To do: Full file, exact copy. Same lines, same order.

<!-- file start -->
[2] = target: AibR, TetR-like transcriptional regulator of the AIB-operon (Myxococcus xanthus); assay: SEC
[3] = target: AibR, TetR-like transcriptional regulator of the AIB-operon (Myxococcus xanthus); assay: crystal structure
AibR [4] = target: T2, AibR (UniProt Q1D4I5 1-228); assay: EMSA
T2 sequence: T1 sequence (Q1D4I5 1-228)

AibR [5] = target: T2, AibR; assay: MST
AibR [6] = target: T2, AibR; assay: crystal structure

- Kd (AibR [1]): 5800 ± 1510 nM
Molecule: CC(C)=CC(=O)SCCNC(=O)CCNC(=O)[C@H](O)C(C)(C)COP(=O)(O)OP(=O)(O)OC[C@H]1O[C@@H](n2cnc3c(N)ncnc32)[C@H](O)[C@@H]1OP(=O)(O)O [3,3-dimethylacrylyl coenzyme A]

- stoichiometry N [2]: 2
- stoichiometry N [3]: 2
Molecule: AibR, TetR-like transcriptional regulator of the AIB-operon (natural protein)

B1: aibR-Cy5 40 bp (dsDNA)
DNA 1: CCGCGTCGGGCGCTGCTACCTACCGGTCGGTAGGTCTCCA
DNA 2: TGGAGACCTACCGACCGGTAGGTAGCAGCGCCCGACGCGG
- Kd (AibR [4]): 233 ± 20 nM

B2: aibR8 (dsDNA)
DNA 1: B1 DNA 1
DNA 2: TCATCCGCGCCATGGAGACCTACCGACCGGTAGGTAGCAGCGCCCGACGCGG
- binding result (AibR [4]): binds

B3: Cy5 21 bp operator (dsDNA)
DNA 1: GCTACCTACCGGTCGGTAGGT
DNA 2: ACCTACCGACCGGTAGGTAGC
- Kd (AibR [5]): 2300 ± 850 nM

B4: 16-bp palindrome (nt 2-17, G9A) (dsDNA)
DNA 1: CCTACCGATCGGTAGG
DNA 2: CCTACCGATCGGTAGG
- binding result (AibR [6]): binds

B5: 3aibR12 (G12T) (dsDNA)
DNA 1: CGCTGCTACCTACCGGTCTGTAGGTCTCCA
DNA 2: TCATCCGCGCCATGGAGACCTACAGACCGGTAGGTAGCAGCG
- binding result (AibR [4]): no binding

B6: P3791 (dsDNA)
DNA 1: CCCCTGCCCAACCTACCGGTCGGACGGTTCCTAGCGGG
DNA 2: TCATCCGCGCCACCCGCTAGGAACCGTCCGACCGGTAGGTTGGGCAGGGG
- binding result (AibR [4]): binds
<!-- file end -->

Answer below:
[2] = target: AibR, TetR-like transcriptional regulator of the AIB-operon (Myxococcus xanthus); assay: SEC
[3] = target: AibR, TetR-like transcriptional regulator of the AIB-operon (Myxococcus xanthus); assay: crystal structure
AibR [4] = target: T2, AibR (UniProt Q1D4I5 1-228); assay: EMSA
T2 sequence: T1 sequence (Q1D4I5 1-228)

AibR [5] = target: T2, AibR; assay: MST
AibR [6] = target: T2, AibR; assay: crystal structure

- Kd (AibR [1]): 5800 ± 1510 nM
Molecule: CC(C)=CC(=O)SCCNC(=O)CCNC(=O)[C@H](O)C(C)(C)COP(=O)(O)OP(=O)(O)OC[C@H]1O[C@@H](n2cnc3c(N)ncnc32)[C@H](O)[C@@H]1OP(=O)(O)O [3,3-dimethylacrylyl coenzyme A]

- stoichiometry N [2]: 2
- stoichiometry N [3]: 2
Molecule: AibR, TetR-like transcriptional regulator of the AIB-operon (natural protein)

B1: aibR-Cy5 40 bp (dsDNA)
DNA 1: CCGCGTCGGGCGCTGCTACCTACCGGTCGGTAGGTCTCCA
DNA 2: TGGAGACCTACCGACCGGTAGGTAGCAGCGCCCGACGCGG
- Kd (AibR [4]): 233 ± 20 nM

B2: aibR8 (dsDNA)
DNA 1: B1 DNA 1
DNA 2: TCATCCGCGCCATGGAGACCTACCGACCGGTAGGTAGCAGCGCCCGACGCGG
- binding result (AibR [4]): binds

B3: Cy5 21 bp operator (dsDNA)
DNA 1: GCTACCTACCGGTCGGTAGGT
DNA 2: ACCTACCGACCGGTAGGTAGC
- Kd (AibR [5]): 2300 ± 850 nM

B4: 16-bp palindrome (nt 2-17, G9A) (dsDNA)
DNA 1: CCTACCGATCGGTAGG
DNA 2: CCTACCGATCGGTAGG
- binding result (AibR [6]): binds

B5: 3aibR12 (G12T) (dsDNA)
DNA 1: CGCTGCTACCTACCGGTCTGTAGGTCTCCA
DNA 2: TCATCCGCGCCATGGAGACCTACAGACCGGTAGGTAGCAGCG
- binding result (AibR [4]): no binding

B6: P3791 (dsDNA)
DNA 1: CCCCTGCCCAACCTACCGGTCGGACGGTTCCTAGCGGG
DNA 2: TCATCCGCGCCACCCGCTAGGAACCGTCCGACCGGTAGGTTGGGCAGGGG
- binding result (AibR [4]): binds